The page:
|Alma mater||New York University;
|Genre||Short Story, Novel|
|Literary movement||Experimental literature;
Ben Marcus (born 1967) is the author of four books of fiction. His latest book, Leaving the Sea: Stories, was published by Alfred A. Knopf in January 2014.
His stories, essays, and reviews have appeared in publications including Harper's, The New Yorker, The Paris Review, Granta, The New York Times, GQ, Salon, McSweeney's, Time, and Conjunctions. He is also the fiction editor of The American Reader.
Marcus grew up in Austin, the son of a retired mathematician and the literary critic and Virginia Woolf scholar Jane Marcus. He received his bachelor's degree in philosophy from New York University and an MFA from Brown University. His father is Jewish and his mother is of Irish Catholic background; Marcus had a Bar Mitzvah.
Marcus is a Professor at Columbia University School of the Arts, and he lives in New York City. He is married to the writer Heidi Julavits. He is the editor of The Anchor Book of New American Short Stories, and the fiction editor at The American Reader. For several years he was the fiction editor of Fence.
Awards and honours
- 2014 Frank O'Connor International Short Story Award shortlist Leaving the Sea
- 2014 Jewish Quarterly-Wingate Prize, shortlist, The Flame Alphabet
- 2013 Guggenheim Fellow
- 2013 Berlin Prize Fellowship
- 2009 Creative Capital Foundation grant for Innovative Literature
- 2008 Morton Dauwen Zabel Award from the American Academy of Arts and Letters
- 1999 Whiting Award
- 2000 National Endowment for the Arts, Fellowship in fiction, Creative writing
- Pushcart Prize (three times)
- Notable American Women (2002)
- The Flame Alphabet (2012)
- Text for the photography book by Kahn & Selesnick Scotlandfuturebog (2002). Aperture Foundation, New York City, ISBN 0-89381-935-2.
- The Father Costume (2002), novella with art by Matthew Ritchie
- The Anchor Book of New American Short Stories (2004), editor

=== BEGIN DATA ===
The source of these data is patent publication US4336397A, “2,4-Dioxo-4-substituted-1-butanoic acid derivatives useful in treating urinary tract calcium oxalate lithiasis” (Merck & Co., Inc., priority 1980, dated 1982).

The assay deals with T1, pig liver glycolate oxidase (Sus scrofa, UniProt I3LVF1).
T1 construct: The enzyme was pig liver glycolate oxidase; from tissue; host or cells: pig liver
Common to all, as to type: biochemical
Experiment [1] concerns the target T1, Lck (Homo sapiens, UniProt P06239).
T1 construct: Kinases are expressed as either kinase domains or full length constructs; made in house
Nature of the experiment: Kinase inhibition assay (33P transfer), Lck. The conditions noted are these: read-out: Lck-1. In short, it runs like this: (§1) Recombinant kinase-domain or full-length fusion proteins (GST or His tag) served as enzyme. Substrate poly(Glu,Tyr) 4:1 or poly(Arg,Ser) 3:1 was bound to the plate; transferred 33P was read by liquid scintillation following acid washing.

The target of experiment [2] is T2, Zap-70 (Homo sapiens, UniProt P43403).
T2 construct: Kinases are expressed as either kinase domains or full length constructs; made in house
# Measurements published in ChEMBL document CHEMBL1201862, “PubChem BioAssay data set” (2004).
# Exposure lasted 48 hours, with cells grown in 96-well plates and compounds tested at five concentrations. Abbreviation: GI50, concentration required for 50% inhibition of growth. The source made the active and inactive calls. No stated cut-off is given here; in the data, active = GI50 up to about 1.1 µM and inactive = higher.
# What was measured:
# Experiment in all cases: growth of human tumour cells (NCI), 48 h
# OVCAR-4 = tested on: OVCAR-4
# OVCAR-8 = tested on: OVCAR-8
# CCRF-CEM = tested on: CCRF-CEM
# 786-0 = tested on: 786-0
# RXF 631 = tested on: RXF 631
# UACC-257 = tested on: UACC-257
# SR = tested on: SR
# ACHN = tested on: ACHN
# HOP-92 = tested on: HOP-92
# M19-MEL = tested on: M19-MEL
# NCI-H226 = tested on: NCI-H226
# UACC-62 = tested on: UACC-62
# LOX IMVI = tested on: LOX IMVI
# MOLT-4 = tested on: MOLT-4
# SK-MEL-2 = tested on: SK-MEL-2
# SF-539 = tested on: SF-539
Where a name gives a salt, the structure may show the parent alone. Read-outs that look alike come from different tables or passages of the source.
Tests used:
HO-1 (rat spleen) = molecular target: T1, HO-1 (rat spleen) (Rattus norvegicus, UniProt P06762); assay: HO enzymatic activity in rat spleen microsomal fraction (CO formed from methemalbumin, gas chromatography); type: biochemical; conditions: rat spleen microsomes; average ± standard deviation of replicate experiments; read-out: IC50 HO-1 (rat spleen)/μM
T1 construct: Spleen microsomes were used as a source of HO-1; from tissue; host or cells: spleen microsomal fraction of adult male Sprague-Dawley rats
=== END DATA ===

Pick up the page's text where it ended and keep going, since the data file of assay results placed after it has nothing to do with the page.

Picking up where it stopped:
- The Moors (2010)
- The Age of Wire and String (1995), short stories
- Leaving the Sea (2014), short stories
- Chemical Seuss, from benmarcus.com
- Thomas Bernhard, from benmarcus.com
- On the Lyric Essay, from benmarcus.com
- Why experimental fiction threatens to destroy publishing, Jonathan Franzen, and life as we know it: A correction, a response to an essay by Mr. Franzen, from Harpers.org
- "Elevation of the Prison Bed", The Barcelona Review, 1997
- "The Dark Arts", The New Yorker, May 20 2013
- "The Loyalty Protocol", Granta 122: Betrayal, Winter 2013 (Subscription Required)
- "The Grow Light Blues", The New Yorker, June 22 2015
- Tool, a short story written as a review of a woo
- "Cold Little Bird", New Yorker, October 19 2015
- Alison Flood (13 June 2014). "Frank O'Connor prize shortlist pits 'masters' against first-timers". The Guardian. Retrieved June 16, 2014.
- "The 2014 Jewish Quarterly-Wingate Prize Shortlist" (Press release). Book Trade. November 27, 2013. Retrieved November 30, 2013.
- "2013 Fellows in the United States and Canada". gf.org. Retrieved January 28, 2015.
- "Congratulating the 2013 / 2014 Berlin Prize Recipients". The American Academy in Berlin. Retrieved January 28, 2015.
- "Creative Capital Announces 2009 Artists". Creative Capital Foundation. Archived from the original on June 28, 2014. Retrieved January 28, 2015.
- "Morton Dauwen Zabel Award". artsandletters.org. Archived from the original on August 23, 2013. Retrieved January 28, 2015.
- "Yaddo Whiting Writers' Award Recipients 1985 - 2012". yaddo.org. Archived from the original on April 4, 2013. Retrieved January 28, 2015.
- "NEA Fellowships 40-Years" (PDF). National Endowment for the Arts. March 2006. Archived (PDF) from the original on July 19, 2014. Retrieved January 28, 2015.
- U Chicago Writers, Ben Marcus, https://creativewriting.uchicago.edu/writers/kestnbaum-writer-residence/2015-ben-marcus
- Official website
- Powell's Books interview with Ben Marcus
- Random House Interview with Ben Marcus
- Profile at The Whiting Foundation
- Electronic Book Review reviews Notable American Women
- Ben Marcus at the American Academy Berlin as Mary Ellen von der Heyden Fiction Fellow
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